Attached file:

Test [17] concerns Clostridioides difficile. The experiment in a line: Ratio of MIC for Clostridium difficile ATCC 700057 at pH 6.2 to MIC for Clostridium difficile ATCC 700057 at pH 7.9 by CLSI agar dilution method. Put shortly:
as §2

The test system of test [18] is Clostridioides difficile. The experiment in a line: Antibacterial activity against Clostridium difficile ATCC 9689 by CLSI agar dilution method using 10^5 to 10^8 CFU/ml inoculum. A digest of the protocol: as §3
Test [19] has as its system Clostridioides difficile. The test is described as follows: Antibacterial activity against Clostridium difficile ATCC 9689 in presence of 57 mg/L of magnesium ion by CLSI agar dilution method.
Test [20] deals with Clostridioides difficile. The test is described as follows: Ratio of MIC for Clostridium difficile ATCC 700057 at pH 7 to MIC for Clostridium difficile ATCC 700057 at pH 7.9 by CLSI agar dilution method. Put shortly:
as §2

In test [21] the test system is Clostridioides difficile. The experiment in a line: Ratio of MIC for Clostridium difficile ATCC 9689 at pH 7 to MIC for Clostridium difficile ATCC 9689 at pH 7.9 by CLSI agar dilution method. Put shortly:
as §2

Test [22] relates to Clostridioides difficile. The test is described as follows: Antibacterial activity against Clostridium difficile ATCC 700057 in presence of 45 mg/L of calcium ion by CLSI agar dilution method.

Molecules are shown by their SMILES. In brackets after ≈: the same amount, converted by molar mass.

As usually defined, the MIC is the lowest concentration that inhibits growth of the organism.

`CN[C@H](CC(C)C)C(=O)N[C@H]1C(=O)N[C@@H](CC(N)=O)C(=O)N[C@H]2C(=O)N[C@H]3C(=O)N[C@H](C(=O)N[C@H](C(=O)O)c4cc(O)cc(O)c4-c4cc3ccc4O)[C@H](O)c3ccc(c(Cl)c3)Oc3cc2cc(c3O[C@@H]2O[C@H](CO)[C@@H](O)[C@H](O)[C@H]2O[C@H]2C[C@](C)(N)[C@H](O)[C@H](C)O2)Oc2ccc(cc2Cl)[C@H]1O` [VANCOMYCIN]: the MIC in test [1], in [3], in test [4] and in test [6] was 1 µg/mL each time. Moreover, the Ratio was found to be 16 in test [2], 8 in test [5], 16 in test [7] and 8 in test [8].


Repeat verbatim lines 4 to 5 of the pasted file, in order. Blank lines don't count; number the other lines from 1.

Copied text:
Test [19] has as its system Clostridioides difficile. The test is described as follows: Antibacterial activity against Clostridium difficile ATCC 9689 in presence of 57 mg/L of magnesium ion by CLSI agar dilution method.
Test [20] deals with Clostridioides difficile. The test is described as follows: Ratio of MIC for Clostridium difficile ATCC 700057 at pH 7 to MIC for Clostridium difficile ATCC 700057 at pH 7.9 by CLSI agar dilution method. Put shortly: